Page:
My husband and I bought our house seven years ago. We wanted something affordable and close to downtown; a starter house that we could transform into our home. We knew what a gem our historic home could be, but we had no idea what we were in for.
We decided on a cute bungalow in St. Elmo. We had the city in front and national forest in the back. It was perfect. In winter (when I was six months pregnant), we noticed our house had no insulation and we were freezing. I didn’t know how I could bring a newborn home to a frigid house. I was having doubts about our purchase, and a new house in the suburbs was looking a lot more inviting. My husband talked my high hormones down and assured me our house would be warm very soon. So we started tearing down the plaster and lath walls and found lots of surprises like really bad wiring.
Old houses are such a mystery; you never know what you will find behind a wall.
I was in my nesting phase and was terrified to bring a human home, and our construction added to that stress immensely. So we had to get this project moving quickly. When we started in her nursery, we found a wall that was completely rotted, and clearly not conducive to keeping a baby alive and healthy. Karin, my baby, got new insulation, walls, flooring, and windows. Being pregnant while living in a house you are remodeling is incredibly hard. Once she arrived, the work on our house took a pause. I was a germ freak and I was trying my best not to kill her, so dust was not acceptable around her. I was afraid everything and anything was going to kill her.
Oh the memories. Our house was slowly turning into a playground. We were running out of room.
A year later, Mother Nature forced us to resume our work. The tornados of April 2011 changed our lives. My mom was watching Karin at our home when she heard tornado sirens, and they hid in the bathtub with a mattress over their heads while six trees fell on our house, destroying our roof. Thankfully Karin and my mom were unharmed, however our house was not safe to live in and we moved in with my parents. My husband, the talented visionary he is, opted to add a second level to our tiny home adding more square footage and a new roof. He did 95% of the work with his own two hands.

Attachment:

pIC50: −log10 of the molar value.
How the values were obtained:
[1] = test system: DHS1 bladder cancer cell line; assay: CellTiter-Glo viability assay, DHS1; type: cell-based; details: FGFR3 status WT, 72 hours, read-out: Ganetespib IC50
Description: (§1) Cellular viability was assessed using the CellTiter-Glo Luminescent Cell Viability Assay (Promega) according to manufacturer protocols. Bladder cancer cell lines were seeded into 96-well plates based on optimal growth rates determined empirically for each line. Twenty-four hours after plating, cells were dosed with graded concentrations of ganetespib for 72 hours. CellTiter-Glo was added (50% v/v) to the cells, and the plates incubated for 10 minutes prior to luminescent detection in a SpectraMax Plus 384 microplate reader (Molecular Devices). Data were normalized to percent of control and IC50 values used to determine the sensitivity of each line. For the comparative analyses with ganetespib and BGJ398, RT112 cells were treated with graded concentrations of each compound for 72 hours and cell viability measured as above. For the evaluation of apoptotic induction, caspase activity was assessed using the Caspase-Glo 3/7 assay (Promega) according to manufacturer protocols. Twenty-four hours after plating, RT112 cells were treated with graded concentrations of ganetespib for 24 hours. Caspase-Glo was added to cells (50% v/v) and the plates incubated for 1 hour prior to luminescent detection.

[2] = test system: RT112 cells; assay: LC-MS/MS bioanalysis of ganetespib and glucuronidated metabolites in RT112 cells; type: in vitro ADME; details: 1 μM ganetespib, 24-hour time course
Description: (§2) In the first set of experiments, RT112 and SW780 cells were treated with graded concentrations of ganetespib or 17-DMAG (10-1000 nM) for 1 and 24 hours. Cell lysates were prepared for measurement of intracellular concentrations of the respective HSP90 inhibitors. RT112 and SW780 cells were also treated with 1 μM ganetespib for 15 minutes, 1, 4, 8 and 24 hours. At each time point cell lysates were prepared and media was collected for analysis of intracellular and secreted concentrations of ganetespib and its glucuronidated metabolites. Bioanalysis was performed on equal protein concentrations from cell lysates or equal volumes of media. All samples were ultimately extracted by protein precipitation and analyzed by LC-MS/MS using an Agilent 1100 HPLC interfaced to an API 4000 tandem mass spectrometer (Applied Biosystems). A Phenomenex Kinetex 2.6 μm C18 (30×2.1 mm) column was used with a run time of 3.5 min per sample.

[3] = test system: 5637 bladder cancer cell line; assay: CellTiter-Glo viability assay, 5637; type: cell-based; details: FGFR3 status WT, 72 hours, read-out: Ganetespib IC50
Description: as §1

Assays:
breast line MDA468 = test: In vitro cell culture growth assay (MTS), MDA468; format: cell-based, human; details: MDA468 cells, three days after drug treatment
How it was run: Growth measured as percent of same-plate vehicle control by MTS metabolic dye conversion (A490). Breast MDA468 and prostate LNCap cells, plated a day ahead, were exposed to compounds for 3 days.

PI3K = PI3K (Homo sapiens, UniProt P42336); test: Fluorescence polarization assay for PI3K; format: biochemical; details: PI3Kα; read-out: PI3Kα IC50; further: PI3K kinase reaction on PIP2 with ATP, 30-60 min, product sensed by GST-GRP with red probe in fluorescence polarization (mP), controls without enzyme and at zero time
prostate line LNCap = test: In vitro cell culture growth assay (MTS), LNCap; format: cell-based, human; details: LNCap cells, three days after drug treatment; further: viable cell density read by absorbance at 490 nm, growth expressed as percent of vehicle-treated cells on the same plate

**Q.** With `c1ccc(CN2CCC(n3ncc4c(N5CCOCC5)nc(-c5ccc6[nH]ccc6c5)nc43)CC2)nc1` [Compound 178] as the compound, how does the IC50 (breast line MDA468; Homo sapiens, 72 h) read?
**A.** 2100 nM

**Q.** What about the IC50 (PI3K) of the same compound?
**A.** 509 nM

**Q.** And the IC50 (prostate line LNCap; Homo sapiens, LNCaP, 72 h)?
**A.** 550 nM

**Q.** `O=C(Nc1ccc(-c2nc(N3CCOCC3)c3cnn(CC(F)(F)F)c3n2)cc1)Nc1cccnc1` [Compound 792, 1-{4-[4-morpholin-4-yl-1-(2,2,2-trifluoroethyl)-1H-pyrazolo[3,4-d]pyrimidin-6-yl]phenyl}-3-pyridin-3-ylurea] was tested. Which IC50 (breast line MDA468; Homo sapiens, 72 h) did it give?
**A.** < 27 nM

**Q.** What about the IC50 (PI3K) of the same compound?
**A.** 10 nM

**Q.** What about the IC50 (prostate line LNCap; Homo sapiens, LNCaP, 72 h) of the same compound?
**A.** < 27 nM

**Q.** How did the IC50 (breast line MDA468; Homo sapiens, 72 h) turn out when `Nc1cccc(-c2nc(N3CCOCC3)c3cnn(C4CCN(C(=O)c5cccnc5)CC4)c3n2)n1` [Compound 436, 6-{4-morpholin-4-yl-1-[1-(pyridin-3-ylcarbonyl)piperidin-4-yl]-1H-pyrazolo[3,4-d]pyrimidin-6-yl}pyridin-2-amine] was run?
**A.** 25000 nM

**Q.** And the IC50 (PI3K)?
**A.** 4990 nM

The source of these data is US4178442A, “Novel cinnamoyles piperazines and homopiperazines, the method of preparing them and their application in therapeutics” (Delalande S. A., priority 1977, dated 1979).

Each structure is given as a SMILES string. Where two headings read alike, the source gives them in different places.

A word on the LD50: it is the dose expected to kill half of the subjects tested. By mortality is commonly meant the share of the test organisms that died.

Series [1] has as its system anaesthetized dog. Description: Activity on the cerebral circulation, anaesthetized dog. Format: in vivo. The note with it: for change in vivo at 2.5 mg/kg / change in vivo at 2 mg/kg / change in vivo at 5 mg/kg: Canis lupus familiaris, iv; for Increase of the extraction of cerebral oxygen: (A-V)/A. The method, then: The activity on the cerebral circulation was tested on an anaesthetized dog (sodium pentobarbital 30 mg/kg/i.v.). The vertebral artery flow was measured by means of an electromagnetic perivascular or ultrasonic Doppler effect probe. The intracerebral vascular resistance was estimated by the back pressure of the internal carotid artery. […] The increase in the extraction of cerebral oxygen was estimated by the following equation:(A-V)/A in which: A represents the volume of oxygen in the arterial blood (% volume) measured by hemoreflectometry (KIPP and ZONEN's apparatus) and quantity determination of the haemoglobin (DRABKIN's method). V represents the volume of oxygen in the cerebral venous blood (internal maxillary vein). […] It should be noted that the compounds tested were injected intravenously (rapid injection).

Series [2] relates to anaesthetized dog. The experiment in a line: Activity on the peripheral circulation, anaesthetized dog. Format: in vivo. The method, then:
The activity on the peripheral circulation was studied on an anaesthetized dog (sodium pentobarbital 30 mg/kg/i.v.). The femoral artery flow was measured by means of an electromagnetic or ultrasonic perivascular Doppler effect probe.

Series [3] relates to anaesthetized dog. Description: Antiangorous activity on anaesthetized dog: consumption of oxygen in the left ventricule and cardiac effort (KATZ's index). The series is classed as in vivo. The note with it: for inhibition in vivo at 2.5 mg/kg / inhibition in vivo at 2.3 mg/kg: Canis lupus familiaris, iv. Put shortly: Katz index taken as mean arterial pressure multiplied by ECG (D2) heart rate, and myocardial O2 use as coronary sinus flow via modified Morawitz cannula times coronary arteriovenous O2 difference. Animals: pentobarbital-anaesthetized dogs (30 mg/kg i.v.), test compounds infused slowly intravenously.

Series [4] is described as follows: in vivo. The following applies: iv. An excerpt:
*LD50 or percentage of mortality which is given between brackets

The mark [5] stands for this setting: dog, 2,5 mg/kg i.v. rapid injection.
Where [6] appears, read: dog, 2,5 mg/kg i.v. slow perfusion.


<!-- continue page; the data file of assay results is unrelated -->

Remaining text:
Our entire house was gutted, our roof pulled off and a second level framed. We moved back into our house a year later with the upstairs unfinished. I had a makeshift kitchen with 2x4s as my cabinets and subfloor as my countertop and a hotplate; our sink was not hooked up at this point either, so I was washing dishes in the bathroom. Oh, and while Karin’s room was finished, our room was not, so we slept in our bedroom which was now the stairs and laundry room. Who knew I would love someone so much I would sleep in a laundry room.
Thinking back it seems impossibly hard, but it was just the next step and I became incredibly grateful for the little things, like a kitchen sink.
We went from a 900 square foot, two bedroom, one bath home to an 1800 square foot, three bedroom, three bath home. Our remodeling journey is not over, but I see the end in sight. We have the two new upstairs bathrooms, our outdoor living space, and our concrete countertop in the kitchen left to finish.
People ask, “How did you live that way?” and the truth is I have no idea. I just did it and it was absolutely worth it seven years later and I would do it again. At the beginning of this journey we were in our 20s. I was in healthcare and my husband worked in logistics. Our house helped us find our path in life: I work in real estate now and my husband owns his own custom furniture business.